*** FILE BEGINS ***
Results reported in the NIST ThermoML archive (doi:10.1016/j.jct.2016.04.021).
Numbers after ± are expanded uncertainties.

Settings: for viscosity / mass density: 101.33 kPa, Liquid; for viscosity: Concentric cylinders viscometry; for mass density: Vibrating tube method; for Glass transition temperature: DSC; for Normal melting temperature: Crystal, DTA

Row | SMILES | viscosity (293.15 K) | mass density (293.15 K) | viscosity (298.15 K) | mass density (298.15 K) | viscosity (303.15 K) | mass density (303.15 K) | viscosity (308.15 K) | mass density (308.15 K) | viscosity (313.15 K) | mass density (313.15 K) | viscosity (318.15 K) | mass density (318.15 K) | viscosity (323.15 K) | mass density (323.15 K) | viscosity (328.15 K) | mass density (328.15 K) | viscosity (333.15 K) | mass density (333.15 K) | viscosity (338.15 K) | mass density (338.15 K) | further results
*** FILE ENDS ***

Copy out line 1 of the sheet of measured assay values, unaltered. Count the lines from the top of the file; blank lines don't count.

Results reported in the NIST ThermoML archive (doi:10.1016/j.jct.2016.04.021).